Euro 150.60 million.


Of the total export volume for the decade, air-dried
sawnwood (37.9%) and kiln-dried sawnwood (15.2%)
accounting for 53% of exports followed by plywood
(17.6%) exported to regional markets.


Export market performance 2010/19
According to data from the TIDD, Africa (47%) and
Europe (23%) were the leading market destinations for
Ghana’s wood products between 2010 and 2013 after
which things changed.


In 2014, for the first time, the exports to Asian markets
exceed those to neighbouring African countries and
Europe. In 2014 Asian markets accounted for 50% of
exports and this had risen to 75% in 2017. Asian markets
maintained their dominance until 2018 and 2019 when the
proportion going to Asia dropped (72% in 2018 and 68%
in 2019).


The US and the Middle East markets accounted for an
average 4% each throughout the 2010 to 2019 period.

Analysts speculate that the impact of the pandemic on
global demand will drive exports down trends. However,
when the African Continental Free Trade Agreement
(AfCFTA) becomes operational, the intra-Africa trade
could greatly expand.


Cargo handling falls
The volume of cargo handled by the country’s two
seaports, Tema and Takoradi, is expected to decline by
some half a million metric tonnes in the first quarter of
2020 compared to the same period in 2019. The pandemic
continues to restrict global trading activities.


According to the CEO of the Ghana Chamber of Shipping,
Dr. Mbiah, this would be a 15% fall from the 3.5 million
metric tonnes recorded in the first quarter of 2019.


The Ghana Ports and Harbours Authourity (GPHA), which
had seen continuous growth in traffic throughput over the
past years, recently upgraded facilities at Tema and
Takoradi to attract more businesses in 2020.


Help for small businesses
The government will support around 200,000 SME
entreprises with a cedi 600 million stimulus package
through the National Board for Small Scale Industries
(NBSSI).


Task force intercepts illegal timber
On the basis of a tip, the Forestry Commission Illegal
Timber Task Force intercepted trucks loaded with illegal
timber in the Oti Region. The illegal operators took
advantage of the current crisis protocols which restricts the
movement of individuals but allowed the movement of
logs and wood products intended for overland export to
neighboring countries.


The Executive Director of the TIDD, Dr. Ben Nathan
Donkor who accompanied the task force, hinted of a new
strategy with more check-points on some selected routes
in the region to curb illegal activities. The intercepted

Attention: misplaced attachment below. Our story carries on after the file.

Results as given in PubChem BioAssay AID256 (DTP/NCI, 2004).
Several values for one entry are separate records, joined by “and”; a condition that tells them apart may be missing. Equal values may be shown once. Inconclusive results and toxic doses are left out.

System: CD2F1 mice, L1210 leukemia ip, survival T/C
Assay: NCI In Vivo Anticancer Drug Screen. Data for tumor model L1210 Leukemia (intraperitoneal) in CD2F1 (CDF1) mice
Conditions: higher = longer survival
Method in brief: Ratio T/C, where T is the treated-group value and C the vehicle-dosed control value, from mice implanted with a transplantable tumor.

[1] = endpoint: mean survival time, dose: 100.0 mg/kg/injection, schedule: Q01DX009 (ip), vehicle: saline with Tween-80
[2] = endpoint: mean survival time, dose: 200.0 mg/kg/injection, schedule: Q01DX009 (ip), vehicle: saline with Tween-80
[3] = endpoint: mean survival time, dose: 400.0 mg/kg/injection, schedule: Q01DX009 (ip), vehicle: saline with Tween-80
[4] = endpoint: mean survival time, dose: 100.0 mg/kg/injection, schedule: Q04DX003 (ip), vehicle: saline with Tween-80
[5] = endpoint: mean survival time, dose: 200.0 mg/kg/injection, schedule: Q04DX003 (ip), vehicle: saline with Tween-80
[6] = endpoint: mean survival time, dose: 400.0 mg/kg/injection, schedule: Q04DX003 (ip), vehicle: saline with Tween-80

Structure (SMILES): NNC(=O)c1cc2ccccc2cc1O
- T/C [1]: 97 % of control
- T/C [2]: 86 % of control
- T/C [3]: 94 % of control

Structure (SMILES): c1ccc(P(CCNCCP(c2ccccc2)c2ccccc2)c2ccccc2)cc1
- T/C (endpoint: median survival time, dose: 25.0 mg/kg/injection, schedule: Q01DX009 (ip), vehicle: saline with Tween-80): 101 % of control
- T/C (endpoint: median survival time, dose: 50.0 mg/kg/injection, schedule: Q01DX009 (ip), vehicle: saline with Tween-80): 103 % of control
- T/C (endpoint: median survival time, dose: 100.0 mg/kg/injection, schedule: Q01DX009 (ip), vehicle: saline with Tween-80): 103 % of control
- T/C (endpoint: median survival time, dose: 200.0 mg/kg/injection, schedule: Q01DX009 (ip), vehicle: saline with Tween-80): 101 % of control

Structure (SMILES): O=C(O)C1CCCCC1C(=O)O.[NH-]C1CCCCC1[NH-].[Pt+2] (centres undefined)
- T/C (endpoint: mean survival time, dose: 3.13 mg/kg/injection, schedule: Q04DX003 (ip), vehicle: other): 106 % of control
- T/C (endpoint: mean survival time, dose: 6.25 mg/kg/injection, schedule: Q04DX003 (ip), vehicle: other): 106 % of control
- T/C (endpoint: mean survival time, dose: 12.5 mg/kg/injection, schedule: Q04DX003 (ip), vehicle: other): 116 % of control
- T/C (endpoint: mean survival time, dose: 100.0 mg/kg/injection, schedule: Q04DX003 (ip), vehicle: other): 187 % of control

trucks have been impounded arrests made.


3.  MALAYSIA

 Furniture makers face huge losses due to lockdown
The Malaysian Investment Development Authority
(MIDA) has reported the Muar Furniture Association
president Ong Yeou Huan as saying Association members
expect to lose about RM500 million in revenue because of
the month long lockdown. The wood-based industry in
Peninsula Malaysia was not categorised as an essential
sector so operations were brought to a halt.


Some restrictions eased but not business as usual
The Malaysian government recently announced a fourth
extension to 9 June of the ‘movement control order
(lockdown) but with some other restrictions eased.


On May 4, the government implemented a conditional
lockdown under which restrictions on most economic were
removed. However analysts write, “It is not business as
usual. All businesses that are allowed to open must follow
strict rules on close contact, face masks, distancing and
limit inter-state movement.”


The period of the latest extension to 9 June spans several
major Malaysian events that would normally involve
movement of many people. The first is Hari Raya
Aidilfitri, a national celebration for Muslims; in early
June, Sabah will celebrate their Kaamatan Festival while
Sarawak celebrates Gawai Festival. However, because of
the continuing restricts there should be no interstate
travel.

All mass social, cultural and religious gathering are
prohibited, no team sports are allowed and educational
institutions remain closed.


Central Bank cuts interest rates
Bank Negara (Central Bank) cut interest rates to try and
cushion the negative economic impact of the pandemic.
The latest cut was the biggest in a decade bringing the rate
down to a level previously only seen during the global
financial crisis.


Furniture manufacturers urged to maintain close links
with US buyers

Malaysian furniture industry players should prepare
themselves for opportunities to export various types of
furniture to the United States, post- Covid-19 according to
the US trade journal Furniture Today.


The journal editor said manufacturers in Malaysia should
maintain a strong partnership with their respective US
customers so as to be ready to resume business.


MIFF re-scheduled to 2021
Organisers of the Malaysian International Furniture Fair,
one of the biggest industry shows in Southeast Asia, have
rescheduled the 26th edition to 2021 in view of the global
corona virus pandemic. The 2021 event will be held from
March 8-11 at the Malaysia International Trade and